You asked me about what ECAC first round you’d watch, so I’m responding: what Hockey East series would you watch if you had the chance?
Arlan: Just so everyone is clear on the ECAC, Clarkson and Harvard share the regular-season championship. Right now, it feels like Clarkson won something more because they are the higher seed with the right to host the next two rounds if they advance, but when we look back on this season, we’ll see two champions.
As for the most compelling Hockey East series, I’ll go with the process of elimination.
Providence at BC? No. I know that the Friars played BC tough the last time out, but still, no. Even though they are better than back in the fall when they lost by eight goals and then couldn’t push a split-squad version of Boston College, I just don’t see them finding a way out of this round. Now that the Eagles should be motivated again with the arrival of the postseason, it figures to be over fairly quickly.
Next is the first one of our two final-series reprises, Connecticut at Maine. The first game of that series is likely more of what we can expect in the tournament. The ending was compelling, with Connecticut rallying late and winning with not more than a second to spare, and it certainly came in handy in our picks contest, but a pairing of two teams whose best player is in net doesn’t always make for must-see action. Four of the Huskies top five scorers are seniors who could be on a mission, and they have more pop overall, but Maine might ride the emotion of playing at home in the postseason. I might like this one more if we hadn’t just seen it.
The other retread is UNH at Northeastern, and I watched some of their game on Sunday. Sixty minutes is a long time for the Wildcats to have to worry that Kendall Coyne will swoop in, steal the puck, and race away to score. Northeastern just has the advantage in too many areas, not the least of which is experience at advancing beyond this round. I think this series is two and done.
That leaves Vermont at BU, and I’m happy with that one. I still believe that the Catamounts have more than they demonstrated by going a rather anemic 6-14-1 in conference play, and their 9-3-1 mark out of the league backs that up. The game features players who have been the face of both programs in recent years as seniors embarking on their final postseason excursion — Amanda Pelkey and Brittany Zuback on one bench, Marie-Philip Poulin on the other. Talented players make games worth seeing. UVM did post that shutout win in Boston, but the Terriers exacted swift retribution the next day. It makes me wonder what would happen should Vermont have the audacity to steal a playoff game.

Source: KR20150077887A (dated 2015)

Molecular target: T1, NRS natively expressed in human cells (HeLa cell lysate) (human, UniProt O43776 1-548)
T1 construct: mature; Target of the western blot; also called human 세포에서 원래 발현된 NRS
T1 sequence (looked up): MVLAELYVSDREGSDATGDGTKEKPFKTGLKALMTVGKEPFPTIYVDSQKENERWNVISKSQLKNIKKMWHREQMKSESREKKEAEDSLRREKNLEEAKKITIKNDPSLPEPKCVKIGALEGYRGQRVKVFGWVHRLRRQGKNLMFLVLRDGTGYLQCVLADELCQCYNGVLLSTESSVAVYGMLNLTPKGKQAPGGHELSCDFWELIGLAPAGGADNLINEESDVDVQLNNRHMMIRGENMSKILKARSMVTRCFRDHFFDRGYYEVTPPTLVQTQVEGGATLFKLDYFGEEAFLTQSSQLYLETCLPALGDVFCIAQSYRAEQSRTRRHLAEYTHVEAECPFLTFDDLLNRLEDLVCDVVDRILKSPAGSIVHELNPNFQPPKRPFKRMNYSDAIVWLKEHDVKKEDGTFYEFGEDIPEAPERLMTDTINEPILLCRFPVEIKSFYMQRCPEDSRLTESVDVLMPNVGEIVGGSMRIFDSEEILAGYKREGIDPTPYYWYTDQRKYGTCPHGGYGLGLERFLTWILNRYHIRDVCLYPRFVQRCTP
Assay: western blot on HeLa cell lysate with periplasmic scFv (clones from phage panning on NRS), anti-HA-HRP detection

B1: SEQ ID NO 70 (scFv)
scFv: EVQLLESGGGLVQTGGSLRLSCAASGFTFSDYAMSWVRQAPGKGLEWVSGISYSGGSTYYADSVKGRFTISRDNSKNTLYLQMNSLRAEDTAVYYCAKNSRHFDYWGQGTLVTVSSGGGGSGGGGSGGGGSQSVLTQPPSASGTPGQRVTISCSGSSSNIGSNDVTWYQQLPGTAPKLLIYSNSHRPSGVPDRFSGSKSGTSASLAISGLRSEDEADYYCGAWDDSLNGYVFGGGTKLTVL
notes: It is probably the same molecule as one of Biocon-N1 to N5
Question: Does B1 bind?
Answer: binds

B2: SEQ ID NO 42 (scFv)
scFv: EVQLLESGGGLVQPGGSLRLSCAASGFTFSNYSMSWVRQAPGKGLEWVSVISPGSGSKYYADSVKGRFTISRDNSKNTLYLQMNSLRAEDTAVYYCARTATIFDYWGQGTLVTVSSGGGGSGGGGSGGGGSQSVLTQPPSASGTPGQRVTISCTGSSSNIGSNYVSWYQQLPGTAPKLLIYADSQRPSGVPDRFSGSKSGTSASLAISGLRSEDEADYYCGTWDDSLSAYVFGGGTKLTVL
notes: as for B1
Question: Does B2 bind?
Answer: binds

Would you go somewhere in Boston, given you are already in the area to watch Harvard?
Candace: I might go see one of the BC-Providence games, just to see if Alex Carpenter, Haley Skarupa, Kate Leary, and Emily Pfalzer find another gear now that the postseason is here. At times, it seems like BC has just been in a holding pattern in the second half, waiting for the real season to start. In terms of drama though, I agree with you. That one should be over quickly.
That leaves the other series in Boston, and yes, that is one I’d like to see. Vermont has definitely been up and down, at times showing flashes of brilliance and at other times seeming as if the players were trying to skate on concrete. In addition to the win over the Terriers, the Catamounts beat North Dakota in Grand Forks and gave BC fits in all three games, so the talent level is definitely there, especially since the Terriers have been very inconsistent. I think that one will go three games, and all three games will be very entertaining.
Last week, you said that you thought Penn State might almost prefer to finish in third, since it would then be home for the first round of the playoffs, where the Nittany Lions have done very well, instead of playing a semifinal game in Erie on Mercyhurst’s home ice. That played out, as Penn State got swept by Robert Morris. The CHA first round also seems to be a coin flip. On paper, it would seem that Penn State and Robert Morris should advance, but RIT has solid goaltending and won the tournament last year, so the Tigers will be looking to turn around a somewhat dismal season with that memory to drive them. Penn State gets Lindenwood and Nicole Hensley, who can be a wall, as she was two years ago against Robert Morris in a three-OT thriller in the first game of a best-of-three. Might Hensley’s heroics be enough to catapult Lindenwood to Erie, or does Penn State being at home prove an advantage?